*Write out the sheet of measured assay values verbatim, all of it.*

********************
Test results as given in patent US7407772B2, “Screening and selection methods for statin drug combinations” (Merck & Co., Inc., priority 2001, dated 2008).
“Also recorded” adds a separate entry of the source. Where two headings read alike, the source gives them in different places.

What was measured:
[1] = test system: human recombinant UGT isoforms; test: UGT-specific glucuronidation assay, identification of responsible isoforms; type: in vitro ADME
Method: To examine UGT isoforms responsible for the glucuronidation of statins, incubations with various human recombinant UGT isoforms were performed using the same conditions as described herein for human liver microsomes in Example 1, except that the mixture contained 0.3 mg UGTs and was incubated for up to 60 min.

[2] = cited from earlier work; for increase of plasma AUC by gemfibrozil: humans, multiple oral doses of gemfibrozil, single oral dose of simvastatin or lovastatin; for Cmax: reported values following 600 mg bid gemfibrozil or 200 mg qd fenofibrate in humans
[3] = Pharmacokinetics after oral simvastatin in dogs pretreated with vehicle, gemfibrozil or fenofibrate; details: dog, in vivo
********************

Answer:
Test results as given in patent US7407772B2, “Screening and selection methods for statin drug combinations” (Merck & Co., Inc., priority 2001, dated 2008).
“Also recorded” adds a separate entry of the source. Where two headings read alike, the source gives them in different places.

What was measured:
[1] = test system: human recombinant UGT isoforms; test: UGT-specific glucuronidation assay, identification of responsible isoforms; type: in vitro ADME
Method: To examine UGT isoforms responsible for the glucuronidation of statins, incubations with various human recombinant UGT isoforms were performed using the same conditions as described herein for human liver microsomes in Example 1, except that the mixture contained 0.3 mg UGTs and was incubated for up to 60 min.

[2] = cited from earlier work; for increase of plasma AUC by gemfibrozil: humans, multiple oral doses of gemfibrozil, single oral dose of simvastatin or lovastatin; for Cmax: reported values following 600 mg bid gemfibrozil or 200 mg qd fenofibrate in humans
[3] = Pharmacokinetics after oral simvastatin in dogs pretreated with vehicle, gemfibrozil or fenofibrate; details: dog, in vivo